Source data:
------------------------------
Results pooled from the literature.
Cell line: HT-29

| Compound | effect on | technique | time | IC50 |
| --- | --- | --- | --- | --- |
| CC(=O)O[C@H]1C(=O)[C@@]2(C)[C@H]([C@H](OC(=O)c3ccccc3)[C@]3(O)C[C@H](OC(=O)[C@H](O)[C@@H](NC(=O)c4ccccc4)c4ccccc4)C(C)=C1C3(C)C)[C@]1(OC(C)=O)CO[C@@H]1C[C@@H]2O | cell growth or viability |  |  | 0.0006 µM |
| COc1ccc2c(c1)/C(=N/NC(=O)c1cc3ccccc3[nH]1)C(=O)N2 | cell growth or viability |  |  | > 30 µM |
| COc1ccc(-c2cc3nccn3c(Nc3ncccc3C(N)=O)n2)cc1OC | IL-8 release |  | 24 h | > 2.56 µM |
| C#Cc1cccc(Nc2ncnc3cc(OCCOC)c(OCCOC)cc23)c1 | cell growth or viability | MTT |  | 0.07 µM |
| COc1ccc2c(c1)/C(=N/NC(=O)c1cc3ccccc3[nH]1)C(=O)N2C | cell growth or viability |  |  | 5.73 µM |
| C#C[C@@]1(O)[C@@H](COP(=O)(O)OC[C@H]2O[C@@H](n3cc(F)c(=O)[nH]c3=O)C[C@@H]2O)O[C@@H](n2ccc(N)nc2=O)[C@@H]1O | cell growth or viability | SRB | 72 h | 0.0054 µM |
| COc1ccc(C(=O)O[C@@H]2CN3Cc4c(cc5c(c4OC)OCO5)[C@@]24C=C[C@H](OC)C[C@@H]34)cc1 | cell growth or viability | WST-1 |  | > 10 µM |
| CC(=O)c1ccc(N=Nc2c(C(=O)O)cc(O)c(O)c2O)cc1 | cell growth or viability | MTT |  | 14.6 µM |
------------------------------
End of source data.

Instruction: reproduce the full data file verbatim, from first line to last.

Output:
Results pooled from the literature.
Cell line: HT-29

| Compound | effect on | technique | time | IC50 |
| --- | --- | --- | --- | --- |
| CC(=O)O[C@H]1C(=O)[C@@]2(C)[C@H]([C@H](OC(=O)c3ccccc3)[C@]3(O)C[C@H](OC(=O)[C@H](O)[C@@H](NC(=O)c4ccccc4)c4ccccc4)C(C)=C1C3(C)C)[C@]1(OC(C)=O)CO[C@@H]1C[C@@H]2O | cell growth or viability |  |  | 0.0006 µM |
| COc1ccc2c(c1)/C(=N/NC(=O)c1cc3ccccc3[nH]1)C(=O)N2 | cell growth or viability |  |  | > 30 µM |
| COc1ccc(-c2cc3nccn3c(Nc3ncccc3C(N)=O)n2)cc1OC | IL-8 release |  | 24 h | > 2.56 µM |
| C#Cc1cccc(Nc2ncnc3cc(OCCOC)c(OCCOC)cc23)c1 | cell growth or viability | MTT |  | 0.07 µM |
| COc1ccc2c(c1)/C(=N/NC(=O)c1cc3ccccc3[nH]1)C(=O)N2C | cell growth or viability |  |  | 5.73 µM |
| C#C[C@@]1(O)[C@@H](COP(=O)(O)OC[C@H]2O[C@@H](n3cc(F)c(=O)[nH]c3=O)C[C@@H]2O)O[C@@H](n2ccc(N)nc2=O)[C@@H]1O | cell growth or viability | SRB | 72 h | 0.0054 µM |
| COc1ccc(C(=O)O[C@@H]2CN3Cc4c(cc5c(c4OC)OCO5)[C@@]24C=C[C@H](OC)C[C@@H]34)cc1 | cell growth or viability | WST-1 |  | > 10 µM |
| CC(=O)c1ccc(N=Nc2c(C(=O)O)cc(O)c(O)c2O)cc1 | cell growth or viability | MTT |  | 14.6 µM |